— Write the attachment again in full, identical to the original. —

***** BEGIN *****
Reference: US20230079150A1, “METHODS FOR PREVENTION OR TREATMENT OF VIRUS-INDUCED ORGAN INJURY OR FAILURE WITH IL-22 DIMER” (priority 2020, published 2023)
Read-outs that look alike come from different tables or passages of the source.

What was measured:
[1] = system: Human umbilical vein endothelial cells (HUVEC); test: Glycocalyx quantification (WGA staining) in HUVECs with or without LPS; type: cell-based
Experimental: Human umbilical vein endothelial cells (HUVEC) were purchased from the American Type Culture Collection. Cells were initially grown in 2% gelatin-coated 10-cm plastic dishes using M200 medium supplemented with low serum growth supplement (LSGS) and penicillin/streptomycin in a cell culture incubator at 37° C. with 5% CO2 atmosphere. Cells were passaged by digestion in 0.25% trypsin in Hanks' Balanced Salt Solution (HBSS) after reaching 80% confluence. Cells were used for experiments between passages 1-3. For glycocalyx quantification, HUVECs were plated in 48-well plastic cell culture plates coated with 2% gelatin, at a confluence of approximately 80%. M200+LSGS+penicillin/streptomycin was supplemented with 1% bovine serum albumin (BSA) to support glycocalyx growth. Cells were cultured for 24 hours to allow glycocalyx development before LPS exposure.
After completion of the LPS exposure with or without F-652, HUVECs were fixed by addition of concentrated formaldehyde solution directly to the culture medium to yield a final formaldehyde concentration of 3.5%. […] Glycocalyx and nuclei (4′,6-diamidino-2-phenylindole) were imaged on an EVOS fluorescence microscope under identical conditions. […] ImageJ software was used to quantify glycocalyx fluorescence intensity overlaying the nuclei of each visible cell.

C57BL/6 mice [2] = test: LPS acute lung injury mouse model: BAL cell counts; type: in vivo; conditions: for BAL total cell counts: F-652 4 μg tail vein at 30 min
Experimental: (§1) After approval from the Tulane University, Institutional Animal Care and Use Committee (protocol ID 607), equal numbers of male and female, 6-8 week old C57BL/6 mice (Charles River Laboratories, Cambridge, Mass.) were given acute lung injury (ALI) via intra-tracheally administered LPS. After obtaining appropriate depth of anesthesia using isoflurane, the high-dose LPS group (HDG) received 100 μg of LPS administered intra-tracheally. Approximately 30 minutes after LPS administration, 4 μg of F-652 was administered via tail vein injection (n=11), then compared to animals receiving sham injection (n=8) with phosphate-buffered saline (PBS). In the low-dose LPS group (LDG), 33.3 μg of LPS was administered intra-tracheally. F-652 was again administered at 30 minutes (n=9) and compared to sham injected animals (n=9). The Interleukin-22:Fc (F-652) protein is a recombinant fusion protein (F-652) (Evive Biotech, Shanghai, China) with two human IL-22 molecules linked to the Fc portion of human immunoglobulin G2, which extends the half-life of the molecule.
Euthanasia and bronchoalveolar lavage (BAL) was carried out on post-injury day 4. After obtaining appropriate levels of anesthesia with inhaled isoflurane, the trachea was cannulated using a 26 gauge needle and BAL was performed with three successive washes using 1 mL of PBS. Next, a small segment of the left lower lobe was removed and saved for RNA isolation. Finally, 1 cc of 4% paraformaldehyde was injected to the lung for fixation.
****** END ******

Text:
Reference: US20230079150A1, “METHODS FOR PREVENTION OR TREATMENT OF VIRUS-INDUCED ORGAN INJURY OR FAILURE WITH IL-22 DIMER” (priority 2020, published 2023)
Read-outs that look alike come from different tables or passages of the source.

What was measured:
[1] = system: Human umbilical vein endothelial cells (HUVEC); test: Glycocalyx quantification (WGA staining) in HUVECs with or without LPS; type: cell-based
Experimental: Human umbilical vein endothelial cells (HUVEC) were purchased from the American Type Culture Collection. Cells were initially grown in 2% gelatin-coated 10-cm plastic dishes using M200 medium supplemented with low serum growth supplement (LSGS) and penicillin/streptomycin in a cell culture incubator at 37° C. with 5% CO2 atmosphere. Cells were passaged by digestion in 0.25% trypsin in Hanks' Balanced Salt Solution (HBSS) after reaching 80% confluence. Cells were used for experiments between passages 1-3. For glycocalyx quantification, HUVECs were plated in 48-well plastic cell culture plates coated with 2% gelatin, at a confluence of approximately 80%. M200+LSGS+penicillin/streptomycin was supplemented with 1% bovine serum albumin (BSA) to support glycocalyx growth. Cells were cultured for 24 hours to allow glycocalyx development before LPS exposure.
After completion of the LPS exposure with or without F-652, HUVECs were fixed by addition of concentrated formaldehyde solution directly to the culture medium to yield a final formaldehyde concentration of 3.5%. […] Glycocalyx and nuclei (4′,6-diamidino-2-phenylindole) were imaged on an EVOS fluorescence microscope under identical conditions. […] ImageJ software was used to quantify glycocalyx fluorescence intensity overlaying the nuclei of each visible cell.

C57BL/6 mice [2] = test: LPS acute lung injury mouse model: BAL cell counts; type: in vivo; conditions: for BAL total cell counts: F-652 4 μg tail vein at 30 min
Experimental: (§1) After approval from the Tulane University, Institutional Animal Care and Use Committee (protocol ID 607), equal numbers of male and female, 6-8 week old C57BL/6 mice (Charles River Laboratories, Cambridge, Mass.) were given acute lung injury (ALI) via intra-tracheally administered LPS. After obtaining appropriate depth of anesthesia using isoflurane, the high-dose LPS group (HDG) received 100 μg of LPS administered intra-tracheally. Approximately 30 minutes after LPS administration, 4 μg of F-652 was administered via tail vein injection (n=11), then compared to animals receiving sham injection (n=8) with phosphate-buffered saline (PBS). In the low-dose LPS group (LDG), 33.3 μg of LPS was administered intra-tracheally. F-652 was again administered at 30 minutes (n=9) and compared to sham injected animals (n=9). The Interleukin-22:Fc (F-652) protein is a recombinant fusion protein (F-652) (Evive Biotech, Shanghai, China) with two human IL-22 molecules linked to the Fc portion of human immunoglobulin G2, which extends the half-life of the molecule.
Euthanasia and bronchoalveolar lavage (BAL) was carried out on post-injury day 4. After obtaining appropriate levels of anesthesia with inhaled isoflurane, the trachea was cannulated using a 26 gauge needle and BAL was performed with three successive washes using 1 mL of PBS. Next, a small segment of the left lower lobe was removed and saved for RNA isolation. Finally, 1 cc of 4% paraformaldehyde was injected to the lung for fixation.